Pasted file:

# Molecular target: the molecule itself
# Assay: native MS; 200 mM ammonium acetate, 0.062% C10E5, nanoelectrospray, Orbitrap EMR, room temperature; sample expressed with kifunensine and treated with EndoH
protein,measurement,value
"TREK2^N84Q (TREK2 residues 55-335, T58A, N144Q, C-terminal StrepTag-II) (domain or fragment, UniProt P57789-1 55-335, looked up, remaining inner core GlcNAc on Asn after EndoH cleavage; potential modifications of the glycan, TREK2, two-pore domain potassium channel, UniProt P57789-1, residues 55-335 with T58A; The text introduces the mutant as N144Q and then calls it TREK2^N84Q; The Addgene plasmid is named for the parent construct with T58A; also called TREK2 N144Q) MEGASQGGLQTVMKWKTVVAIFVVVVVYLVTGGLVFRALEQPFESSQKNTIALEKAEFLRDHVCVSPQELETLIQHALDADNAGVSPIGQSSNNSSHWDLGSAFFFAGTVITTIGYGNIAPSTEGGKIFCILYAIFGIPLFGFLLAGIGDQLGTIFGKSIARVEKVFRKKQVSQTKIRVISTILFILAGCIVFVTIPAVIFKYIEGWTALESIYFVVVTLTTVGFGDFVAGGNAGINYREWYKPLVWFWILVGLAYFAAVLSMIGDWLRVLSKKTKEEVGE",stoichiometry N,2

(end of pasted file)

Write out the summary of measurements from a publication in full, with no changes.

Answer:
# Molecular target: the molecule itself
# Assay: native MS; 200 mM ammonium acetate, 0.062% C10E5, nanoelectrospray, Orbitrap EMR, room temperature; sample expressed with kifunensine and treated with EndoH
protein,measurement,value
"TREK2^N84Q (TREK2 residues 55-335, T58A, N144Q, C-terminal StrepTag-II) (domain or fragment, UniProt P57789-1 55-335, looked up, remaining inner core GlcNAc on Asn after EndoH cleavage; potential modifications of the glycan, TREK2, two-pore domain potassium channel, UniProt P57789-1, residues 55-335 with T58A; The text introduces the mutant as N144Q and then calls it TREK2^N84Q; The Addgene plasmid is named for the parent construct with T58A; also called TREK2 N144Q) MEGASQGGLQTVMKWKTVVAIFVVVVVYLVTGGLVFRALEQPFESSQKNTIALEKAEFLRDHVCVSPQELETLIQHALDADNAGVSPIGQSSNNSSHWDLGSAFFFAGTVITTIGYGNIAPSTEGGKIFCILYAIFGIPLFGFLLAGIGDQLGTIFGKSIARVEKVFRKKQVSQTKIRVISTILFILAGCIVFVTIPAVIFKYIEGWTALESIYFVVVTLTTVGFGDFVAGGNAGINYREWYKPLVWFWILVGLAYFAAVLSMIGDWLRVLSKKTKEEVGE",stoichiometry N,2